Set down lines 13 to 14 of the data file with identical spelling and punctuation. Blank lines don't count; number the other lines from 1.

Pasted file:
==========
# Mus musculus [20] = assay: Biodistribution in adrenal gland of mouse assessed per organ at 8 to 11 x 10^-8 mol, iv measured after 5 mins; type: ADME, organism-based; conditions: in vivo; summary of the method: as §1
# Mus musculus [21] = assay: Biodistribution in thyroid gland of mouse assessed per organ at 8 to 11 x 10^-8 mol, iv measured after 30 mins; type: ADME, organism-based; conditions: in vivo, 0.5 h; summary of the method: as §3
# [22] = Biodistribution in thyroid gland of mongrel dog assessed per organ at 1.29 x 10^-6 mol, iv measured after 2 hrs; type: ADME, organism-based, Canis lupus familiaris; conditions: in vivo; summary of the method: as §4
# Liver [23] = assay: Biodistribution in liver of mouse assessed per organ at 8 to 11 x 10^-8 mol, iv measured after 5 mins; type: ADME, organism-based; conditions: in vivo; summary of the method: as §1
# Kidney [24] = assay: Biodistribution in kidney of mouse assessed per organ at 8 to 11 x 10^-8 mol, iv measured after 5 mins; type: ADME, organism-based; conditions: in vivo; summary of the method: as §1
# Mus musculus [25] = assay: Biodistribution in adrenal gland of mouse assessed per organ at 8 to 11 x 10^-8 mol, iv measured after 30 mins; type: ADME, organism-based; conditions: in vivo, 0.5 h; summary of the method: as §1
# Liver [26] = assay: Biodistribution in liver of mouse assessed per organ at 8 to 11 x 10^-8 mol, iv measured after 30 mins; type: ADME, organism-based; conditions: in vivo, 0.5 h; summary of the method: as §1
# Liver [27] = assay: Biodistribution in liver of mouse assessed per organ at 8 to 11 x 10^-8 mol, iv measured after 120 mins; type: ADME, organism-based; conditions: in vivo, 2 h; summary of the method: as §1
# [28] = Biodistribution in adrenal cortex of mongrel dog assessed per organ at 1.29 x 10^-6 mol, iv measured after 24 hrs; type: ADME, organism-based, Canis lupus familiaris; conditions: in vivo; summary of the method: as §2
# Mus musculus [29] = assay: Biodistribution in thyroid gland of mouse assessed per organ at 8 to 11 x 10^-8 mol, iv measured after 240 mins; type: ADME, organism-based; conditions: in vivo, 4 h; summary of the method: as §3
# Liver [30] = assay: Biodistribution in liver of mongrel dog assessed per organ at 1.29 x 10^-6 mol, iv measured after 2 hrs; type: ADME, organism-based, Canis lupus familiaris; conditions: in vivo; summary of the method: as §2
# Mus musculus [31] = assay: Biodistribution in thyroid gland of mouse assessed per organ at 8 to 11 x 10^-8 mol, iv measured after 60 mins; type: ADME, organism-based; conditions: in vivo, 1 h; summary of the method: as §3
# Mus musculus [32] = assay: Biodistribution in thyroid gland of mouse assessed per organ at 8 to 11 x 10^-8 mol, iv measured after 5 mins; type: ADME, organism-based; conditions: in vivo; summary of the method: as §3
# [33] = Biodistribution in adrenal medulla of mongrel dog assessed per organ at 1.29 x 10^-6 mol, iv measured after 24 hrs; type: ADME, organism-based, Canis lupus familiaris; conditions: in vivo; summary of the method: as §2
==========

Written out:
# Mus musculus [32] = assay: Biodistribution in thyroid gland of mouse assessed per organ at 8 to 11 x 10^-8 mol, iv measured after 5 mins; type: ADME, organism-based; conditions: in vivo; summary of the method: as §3
# [33] = Biodistribution in adrenal medulla of mongrel dog assessed per organ at 1.29 x 10^-6 mol, iv measured after 24 hrs; type: ADME, organism-based, Canis lupus familiaris; conditions: in vivo; summary of the method: as §2